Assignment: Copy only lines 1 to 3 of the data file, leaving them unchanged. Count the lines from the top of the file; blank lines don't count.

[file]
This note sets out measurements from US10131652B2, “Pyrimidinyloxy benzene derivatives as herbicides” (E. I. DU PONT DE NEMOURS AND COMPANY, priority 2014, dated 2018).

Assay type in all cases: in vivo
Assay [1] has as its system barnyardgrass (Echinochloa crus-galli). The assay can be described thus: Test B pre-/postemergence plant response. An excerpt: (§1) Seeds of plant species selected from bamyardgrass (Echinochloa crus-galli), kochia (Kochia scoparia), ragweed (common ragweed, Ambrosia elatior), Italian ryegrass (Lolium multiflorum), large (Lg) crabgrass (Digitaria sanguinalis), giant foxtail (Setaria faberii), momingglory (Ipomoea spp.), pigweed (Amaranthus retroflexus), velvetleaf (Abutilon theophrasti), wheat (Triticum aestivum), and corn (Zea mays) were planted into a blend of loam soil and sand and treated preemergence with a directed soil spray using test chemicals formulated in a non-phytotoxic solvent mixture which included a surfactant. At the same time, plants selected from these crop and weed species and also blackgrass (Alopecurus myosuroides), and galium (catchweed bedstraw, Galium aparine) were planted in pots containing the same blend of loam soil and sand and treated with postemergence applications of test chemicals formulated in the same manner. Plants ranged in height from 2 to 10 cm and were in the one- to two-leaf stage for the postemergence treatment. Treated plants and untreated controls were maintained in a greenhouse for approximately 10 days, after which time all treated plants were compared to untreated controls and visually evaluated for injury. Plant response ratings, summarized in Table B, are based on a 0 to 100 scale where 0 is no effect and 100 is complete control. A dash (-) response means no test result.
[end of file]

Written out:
This note sets out measurements from US10131652B2, “Pyrimidinyloxy benzene derivatives as herbicides” (E. I. DU PONT DE NEMOURS AND COMPANY, priority 2014, dated 2018).

Assay type in all cases: in vivo
Assay [1] has as its system barnyardgrass (Echinochloa crus-galli). The assay can be described thus: Test B pre-/postemergence plant response. An excerpt: (§1) Seeds of plant species selected from bamyardgrass (Echinochloa crus-galli), kochia (Kochia scoparia), ragweed (common ragweed, Ambrosia elatior), Italian ryegrass (Lolium multiflorum), large (Lg) crabgrass (Digitaria sanguinalis), giant foxtail (Setaria faberii), momingglory (Ipomoea spp.), pigweed (Amaranthus retroflexus), velvetleaf (Abutilon theophrasti), wheat (Triticum aestivum), and corn (Zea mays) were planted into a blend of loam soil and sand and treated preemergence with a directed soil spray using test chemicals formulated in a non-phytotoxic solvent mixture which included a surfactant. At the same time, plants selected from these crop and weed species and also blackgrass (Alopecurus myosuroides), and galium (catchweed bedstraw, Galium aparine) were planted in pots containing the same blend of loam soil and sand and treated with postemergence applications of test chemicals formulated in the same manner. Plants ranged in height from 2 to 10 cm and were in the one- to two-leaf stage for the postemergence treatment. Treated plants and untreated controls were maintained in a greenhouse for approximately 10 days, after which time all treated plants were compared to untreated controls and visually evaluated for injury. Plant response ratings, summarized in Table B, are based on a 0 to 100 scale where 0 is no effect and 100 is complete control. A dash (-) response means no test result.